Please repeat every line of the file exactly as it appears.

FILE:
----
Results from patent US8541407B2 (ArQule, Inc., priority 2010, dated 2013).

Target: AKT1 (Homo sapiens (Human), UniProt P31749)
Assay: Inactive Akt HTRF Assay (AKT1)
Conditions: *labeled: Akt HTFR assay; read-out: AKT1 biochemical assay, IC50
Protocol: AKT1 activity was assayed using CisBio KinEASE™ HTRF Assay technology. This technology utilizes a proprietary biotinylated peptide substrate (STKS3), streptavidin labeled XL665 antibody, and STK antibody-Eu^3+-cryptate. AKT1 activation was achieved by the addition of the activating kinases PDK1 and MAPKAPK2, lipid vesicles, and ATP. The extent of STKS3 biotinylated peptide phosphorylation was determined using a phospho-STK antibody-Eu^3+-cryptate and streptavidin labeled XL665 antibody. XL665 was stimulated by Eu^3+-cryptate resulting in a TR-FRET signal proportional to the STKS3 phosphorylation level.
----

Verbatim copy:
Results from patent US8541407B2 (ArQule, Inc., priority 2010, dated 2013).

Target: AKT1 (Homo sapiens (Human), UniProt P31749)
Assay: Inactive Akt HTRF Assay (AKT1)
Conditions: *labeled: Akt HTFR assay; read-out: AKT1 biochemical assay, IC50
Protocol: AKT1 activity was assayed using CisBio KinEASE™ HTRF Assay technology. This technology utilizes a proprietary biotinylated peptide substrate (STKS3), streptavidin labeled XL665 antibody, and STK antibody-Eu^3+-cryptate. AKT1 activation was achieved by the addition of the activating kinases PDK1 and MAPKAPK2, lipid vesicles, and ATP. The extent of STKS3 biotinylated peptide phosphorylation was determined using a phospho-STK antibody-Eu^3+-cryptate and streptavidin labeled XL665 antibody. XL665 was stimulated by Eu^3+-cryptate resulting in a TR-FRET signal proportional to the STKS3 phosphorylation level.